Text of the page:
For more than six months, Sarah Wheddon, her partner Chris Hill and five children have been living in a privately rented one-bedroom flat, with a garden like a “prison cell”.
Lockdown was “murder” she said, with everyone “on top of each other”.
They have had some support from Shelter Cymru, which says Covid-19 has exposed “huge inequalities”.
The Welsh Government said social housing was a top priority and it had invested £2bn in affordable homes.
Sarah had not long become a first-time mother when mechanic Chris’s eldest child Ashanti, 15, came to live with them.
His three other children came later, just before lockdown.
“I love them all to bits like they were my own. But I didn’t expect to have them all under the one-bedroom flat roof,” said former hairdresser Sarah.
Their ground floor flat in Grangetown, Cardiff, has two main rooms – the bedroom and the sitting room – and then a small bathroom and kitchen.
“We’re counted as severely overcrowded or homeless,” the 29-year-old said.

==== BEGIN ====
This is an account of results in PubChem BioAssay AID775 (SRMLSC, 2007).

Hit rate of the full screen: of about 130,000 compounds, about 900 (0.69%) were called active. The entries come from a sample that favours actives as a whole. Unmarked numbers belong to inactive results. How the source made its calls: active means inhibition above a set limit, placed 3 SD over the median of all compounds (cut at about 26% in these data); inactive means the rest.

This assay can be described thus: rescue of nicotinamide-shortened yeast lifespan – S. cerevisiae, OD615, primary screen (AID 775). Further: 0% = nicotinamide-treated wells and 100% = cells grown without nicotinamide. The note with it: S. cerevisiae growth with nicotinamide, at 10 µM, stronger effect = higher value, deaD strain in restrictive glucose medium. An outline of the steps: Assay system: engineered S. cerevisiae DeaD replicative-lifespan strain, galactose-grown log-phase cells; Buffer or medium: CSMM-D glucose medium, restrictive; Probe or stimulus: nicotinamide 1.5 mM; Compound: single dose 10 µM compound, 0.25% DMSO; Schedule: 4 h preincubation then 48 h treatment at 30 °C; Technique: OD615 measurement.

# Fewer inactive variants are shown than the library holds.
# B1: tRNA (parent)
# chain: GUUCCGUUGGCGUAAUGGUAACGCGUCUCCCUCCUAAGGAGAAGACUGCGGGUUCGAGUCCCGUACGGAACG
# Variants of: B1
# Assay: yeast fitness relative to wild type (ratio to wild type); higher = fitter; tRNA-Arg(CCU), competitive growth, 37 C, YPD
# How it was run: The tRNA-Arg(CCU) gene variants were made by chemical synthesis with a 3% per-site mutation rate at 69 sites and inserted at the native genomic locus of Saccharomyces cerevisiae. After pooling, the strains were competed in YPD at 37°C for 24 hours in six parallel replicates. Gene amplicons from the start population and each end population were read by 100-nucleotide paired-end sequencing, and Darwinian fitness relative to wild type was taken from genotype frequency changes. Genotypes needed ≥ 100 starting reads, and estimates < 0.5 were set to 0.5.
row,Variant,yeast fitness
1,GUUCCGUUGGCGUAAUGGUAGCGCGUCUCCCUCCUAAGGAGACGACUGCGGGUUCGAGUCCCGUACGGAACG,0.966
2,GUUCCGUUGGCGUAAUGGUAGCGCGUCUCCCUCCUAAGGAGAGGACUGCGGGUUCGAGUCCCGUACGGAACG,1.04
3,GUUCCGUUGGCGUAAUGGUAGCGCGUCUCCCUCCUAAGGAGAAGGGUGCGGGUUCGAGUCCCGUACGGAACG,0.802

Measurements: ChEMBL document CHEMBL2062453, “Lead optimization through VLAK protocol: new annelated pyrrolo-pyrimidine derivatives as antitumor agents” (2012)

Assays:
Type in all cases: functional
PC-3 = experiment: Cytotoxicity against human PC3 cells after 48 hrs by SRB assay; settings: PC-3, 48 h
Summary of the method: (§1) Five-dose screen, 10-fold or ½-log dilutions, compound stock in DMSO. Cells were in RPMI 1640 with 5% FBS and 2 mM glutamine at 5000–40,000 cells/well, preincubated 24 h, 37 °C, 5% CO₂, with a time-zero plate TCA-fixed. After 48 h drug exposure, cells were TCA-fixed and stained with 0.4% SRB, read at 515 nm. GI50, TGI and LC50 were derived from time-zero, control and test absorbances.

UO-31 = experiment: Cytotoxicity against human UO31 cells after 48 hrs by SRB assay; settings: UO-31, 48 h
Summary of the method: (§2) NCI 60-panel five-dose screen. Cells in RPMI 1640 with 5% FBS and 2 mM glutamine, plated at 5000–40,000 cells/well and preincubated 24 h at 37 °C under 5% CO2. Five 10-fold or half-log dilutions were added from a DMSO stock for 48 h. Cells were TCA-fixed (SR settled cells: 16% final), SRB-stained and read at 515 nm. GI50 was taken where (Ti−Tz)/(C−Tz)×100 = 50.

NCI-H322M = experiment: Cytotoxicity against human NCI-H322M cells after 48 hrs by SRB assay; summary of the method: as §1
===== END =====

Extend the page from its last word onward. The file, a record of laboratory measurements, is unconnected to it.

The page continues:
The older children sleep in the sitting room – Ashanti and her 12-year-old sister on the sofas, the six-year-old on a “foot rest”, and the nine-year-old on the floor.
Sarah and Chris’s two-year-old girl is currently in a cot in her parents’ small double bedroom.
Ashanti finds the situation claustrophobic – and has exam stress on the horizon.
“I’m not really getting that much sleep when I’m heading into my GCSEs now. It’s kind of hard for me.”
“I don’t really have much room to study – there’s not really any rooms I can do my studying in.”
They do not have enough seats for everyone, and someone has to sit on the floor to eat.
Outside they share a dark “grubby and slippy” concrete back yard with other flats.
It is home to piles of scaffolding poles and planks that do not belong to them, and they could hardly go out this summer because of a wasp nest.